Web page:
Nakamanya, who was dressed in a crisp white blouse, her hair in a bun, volunteered for university credit. She detailed the evils of Idi Amin: Uganda’s playboy dictator, who never hid his sadism and boasted that he kept heads of political enemies in his freezer—though he said human flesh was generally “too salty” for his taste.

The site was forgotten for decades before it was, as Nakamanya put it, “returned to the people.” Where others saw ghost stories, the royals sensed business opportunity: hadn’t Chernobyl’s nuclear ground zero, or Cambodia’s killing fields, attracted hordes of dark tourism enthusiasts? Hadn’t Amin been immortalized by Hollywood’s Academy-awarded The Last King of Scotland?

Red dust swirled around Nakamanya’s ballerina flats as she pointed out relics to some fifty visitors a day: a mutuba tree, source of Uganda’s once-abundant bark-cloth crafts; the burnt-out carcass of a Rolls-Royce; and a blue-white ceremonial cannon, resting among grazing goats.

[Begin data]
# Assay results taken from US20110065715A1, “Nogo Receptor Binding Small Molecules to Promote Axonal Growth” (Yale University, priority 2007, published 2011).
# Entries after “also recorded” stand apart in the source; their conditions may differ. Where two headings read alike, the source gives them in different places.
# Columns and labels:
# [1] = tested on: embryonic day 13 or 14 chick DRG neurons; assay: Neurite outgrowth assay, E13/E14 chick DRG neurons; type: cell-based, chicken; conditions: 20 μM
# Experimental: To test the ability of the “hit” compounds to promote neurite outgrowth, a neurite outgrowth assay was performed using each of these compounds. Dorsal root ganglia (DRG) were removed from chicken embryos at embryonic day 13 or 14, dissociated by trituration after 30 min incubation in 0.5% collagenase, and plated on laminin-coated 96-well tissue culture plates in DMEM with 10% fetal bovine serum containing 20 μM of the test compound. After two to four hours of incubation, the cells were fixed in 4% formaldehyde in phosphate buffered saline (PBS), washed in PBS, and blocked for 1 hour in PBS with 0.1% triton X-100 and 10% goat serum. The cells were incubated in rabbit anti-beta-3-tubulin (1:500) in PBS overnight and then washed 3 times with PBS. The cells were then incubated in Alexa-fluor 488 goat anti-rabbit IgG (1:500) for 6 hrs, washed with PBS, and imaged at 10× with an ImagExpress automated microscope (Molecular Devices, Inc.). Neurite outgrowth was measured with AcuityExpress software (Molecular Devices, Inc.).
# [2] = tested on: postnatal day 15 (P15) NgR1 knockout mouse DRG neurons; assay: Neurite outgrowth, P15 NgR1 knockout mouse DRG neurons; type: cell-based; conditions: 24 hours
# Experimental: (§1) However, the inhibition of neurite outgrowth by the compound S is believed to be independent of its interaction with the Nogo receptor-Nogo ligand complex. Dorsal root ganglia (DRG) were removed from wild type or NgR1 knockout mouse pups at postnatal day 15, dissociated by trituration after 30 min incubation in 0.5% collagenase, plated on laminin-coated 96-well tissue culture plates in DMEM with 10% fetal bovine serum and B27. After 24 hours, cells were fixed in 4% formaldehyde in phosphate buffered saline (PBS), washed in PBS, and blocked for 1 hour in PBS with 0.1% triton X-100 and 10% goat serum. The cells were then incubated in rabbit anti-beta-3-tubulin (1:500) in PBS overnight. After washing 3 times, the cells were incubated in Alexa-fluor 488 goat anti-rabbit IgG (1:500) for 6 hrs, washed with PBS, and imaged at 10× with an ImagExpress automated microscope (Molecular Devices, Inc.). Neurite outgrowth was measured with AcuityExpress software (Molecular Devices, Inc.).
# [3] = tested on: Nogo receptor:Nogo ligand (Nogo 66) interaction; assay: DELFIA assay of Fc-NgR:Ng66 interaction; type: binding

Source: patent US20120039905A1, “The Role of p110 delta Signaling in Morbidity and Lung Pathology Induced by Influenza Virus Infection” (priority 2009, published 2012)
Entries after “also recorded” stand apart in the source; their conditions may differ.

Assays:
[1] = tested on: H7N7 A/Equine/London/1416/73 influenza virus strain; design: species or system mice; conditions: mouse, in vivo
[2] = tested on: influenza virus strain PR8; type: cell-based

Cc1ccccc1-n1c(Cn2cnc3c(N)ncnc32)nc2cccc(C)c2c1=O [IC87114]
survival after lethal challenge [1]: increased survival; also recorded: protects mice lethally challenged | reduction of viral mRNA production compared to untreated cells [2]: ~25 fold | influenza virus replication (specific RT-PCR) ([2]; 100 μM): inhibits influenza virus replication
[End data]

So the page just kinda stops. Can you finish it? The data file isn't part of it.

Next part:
The prison was hidden inside a lush hillside, overgrown by banana trees and papayas. Loose wires, without lamps, hung between exposed iron bars, so Nakamanya used a torch to illuminate the cells. Each had once held several hundred opponents of the regime: rich, poor, foreign, Ugandan, real and imagined, rounded up across the country by secret police. Every night, a truck came by to collect dead bodies from the cells and dump in a nearby private lake. “We estimate over 200,000 people were killed here,” said Nakamanya, matter-of-factly. “No one we know of ever escaped.”

The smell was that of an old cellar—and not unpleasant. There were no plaques or monuments.